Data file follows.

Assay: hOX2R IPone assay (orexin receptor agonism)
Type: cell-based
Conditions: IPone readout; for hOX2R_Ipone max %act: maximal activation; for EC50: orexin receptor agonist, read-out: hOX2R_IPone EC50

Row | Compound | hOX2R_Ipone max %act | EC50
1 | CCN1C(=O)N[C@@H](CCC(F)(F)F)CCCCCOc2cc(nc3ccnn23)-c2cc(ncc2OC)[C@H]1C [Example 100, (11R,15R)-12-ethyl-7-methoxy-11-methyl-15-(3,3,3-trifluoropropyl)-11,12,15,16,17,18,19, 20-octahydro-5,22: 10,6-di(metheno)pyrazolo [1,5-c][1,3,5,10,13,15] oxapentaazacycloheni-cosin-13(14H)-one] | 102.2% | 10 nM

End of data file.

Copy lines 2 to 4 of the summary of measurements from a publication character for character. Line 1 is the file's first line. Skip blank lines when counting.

Type: cell-based
Conditions: IPone readout; for hOX2R_Ipone max %act: maximal activation; for EC50: orexin receptor agonist, read-out: hOX2R_IPone EC50

Row | Compound | hOX2R_Ipone max %act | EC50